BERLIN — German state prosecutors are probing former Deutsche Bank topper Rolf Breuer’s role in last year’s collapse of media giant Kirch Group, the biggest corporate meltdown in Germany since World War II.
In a February 2002 interview, Breuer expressed doubts about the company’s creditworthiness — comments Kirch lawyers called “the death sentence for the Kirch Group.” Other creditors withdrew lines of finance and the group filed for insolvency two months later.
Kirch topper Leo Kirch won a lawsuit against Breuer in February after a court agreed the comments contributed to the Kirch Group’s bankruptcy.
The ruling did not establish the amount of compensation. The former mogul, who accused Breuer and Deutsche Bank of violating client confidentiality, is seeking $116 million in damages. Breuer and the bank are appealing.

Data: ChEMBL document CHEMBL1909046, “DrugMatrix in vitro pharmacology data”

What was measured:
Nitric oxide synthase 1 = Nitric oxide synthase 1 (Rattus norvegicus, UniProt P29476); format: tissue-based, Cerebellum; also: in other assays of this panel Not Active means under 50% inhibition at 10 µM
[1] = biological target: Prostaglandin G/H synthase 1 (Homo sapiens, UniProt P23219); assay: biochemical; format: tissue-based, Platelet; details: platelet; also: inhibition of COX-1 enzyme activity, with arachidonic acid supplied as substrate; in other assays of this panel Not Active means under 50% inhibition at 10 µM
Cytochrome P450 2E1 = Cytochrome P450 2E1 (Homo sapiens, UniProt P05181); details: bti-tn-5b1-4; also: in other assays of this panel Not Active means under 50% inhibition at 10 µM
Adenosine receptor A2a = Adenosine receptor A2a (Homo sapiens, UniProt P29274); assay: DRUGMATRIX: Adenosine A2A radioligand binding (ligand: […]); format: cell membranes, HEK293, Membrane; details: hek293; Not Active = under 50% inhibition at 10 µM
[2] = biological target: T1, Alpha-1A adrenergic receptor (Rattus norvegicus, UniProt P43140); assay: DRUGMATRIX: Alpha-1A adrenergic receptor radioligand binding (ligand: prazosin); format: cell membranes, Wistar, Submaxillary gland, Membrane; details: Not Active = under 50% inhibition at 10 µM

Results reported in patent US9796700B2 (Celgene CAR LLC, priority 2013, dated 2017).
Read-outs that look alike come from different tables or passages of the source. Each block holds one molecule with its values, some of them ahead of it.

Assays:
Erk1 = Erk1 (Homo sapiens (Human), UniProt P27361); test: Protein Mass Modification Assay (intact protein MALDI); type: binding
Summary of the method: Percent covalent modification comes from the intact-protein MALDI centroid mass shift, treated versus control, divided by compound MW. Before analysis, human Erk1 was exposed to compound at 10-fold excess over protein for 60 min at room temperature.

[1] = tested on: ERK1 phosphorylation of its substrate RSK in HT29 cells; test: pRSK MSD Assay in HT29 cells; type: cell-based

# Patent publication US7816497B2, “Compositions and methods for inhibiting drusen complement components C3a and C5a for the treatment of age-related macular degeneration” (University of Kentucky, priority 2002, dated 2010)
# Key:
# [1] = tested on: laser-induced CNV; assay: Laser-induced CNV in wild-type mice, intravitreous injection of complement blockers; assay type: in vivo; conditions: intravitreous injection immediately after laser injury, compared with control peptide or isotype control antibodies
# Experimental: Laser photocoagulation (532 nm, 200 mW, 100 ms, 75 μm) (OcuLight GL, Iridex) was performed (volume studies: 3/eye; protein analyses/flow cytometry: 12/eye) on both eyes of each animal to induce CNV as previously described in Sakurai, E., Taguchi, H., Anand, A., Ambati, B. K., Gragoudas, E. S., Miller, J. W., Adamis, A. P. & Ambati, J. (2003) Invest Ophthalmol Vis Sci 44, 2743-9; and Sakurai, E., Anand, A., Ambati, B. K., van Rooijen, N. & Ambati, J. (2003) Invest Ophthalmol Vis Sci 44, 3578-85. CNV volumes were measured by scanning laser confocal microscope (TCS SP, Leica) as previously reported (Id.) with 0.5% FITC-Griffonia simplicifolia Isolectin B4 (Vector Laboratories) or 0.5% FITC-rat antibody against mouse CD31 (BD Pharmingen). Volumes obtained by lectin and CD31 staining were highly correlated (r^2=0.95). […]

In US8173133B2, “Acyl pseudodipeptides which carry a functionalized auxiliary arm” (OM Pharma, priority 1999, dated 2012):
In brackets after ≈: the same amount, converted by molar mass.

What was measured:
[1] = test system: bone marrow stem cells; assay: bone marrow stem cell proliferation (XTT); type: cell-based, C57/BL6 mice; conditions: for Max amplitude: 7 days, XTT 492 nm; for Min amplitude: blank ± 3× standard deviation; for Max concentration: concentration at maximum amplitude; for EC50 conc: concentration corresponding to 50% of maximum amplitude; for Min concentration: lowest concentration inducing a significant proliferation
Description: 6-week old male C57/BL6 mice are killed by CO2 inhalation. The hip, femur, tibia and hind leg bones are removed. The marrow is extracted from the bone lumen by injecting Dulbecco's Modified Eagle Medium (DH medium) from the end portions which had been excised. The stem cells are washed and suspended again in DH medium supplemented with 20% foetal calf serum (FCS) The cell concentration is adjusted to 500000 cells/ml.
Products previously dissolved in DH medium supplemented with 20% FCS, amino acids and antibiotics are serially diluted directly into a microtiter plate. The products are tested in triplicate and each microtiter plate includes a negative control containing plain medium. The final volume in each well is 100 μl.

The Frankfurt prosecutor’s office launched its investigation against Breuer at the behest of a regional court following Kirch’s lawsuit. Prosecutors declined to take up the case last year, saying the substance of Breuer’s comments had been widely reported in the media before the interview.
Like most of Germany’s leading banks, Deutsche Bank was one of Kirch’s major creditors.
U.S. producer Haim Saban is taking over the remnants of the Kirch empire.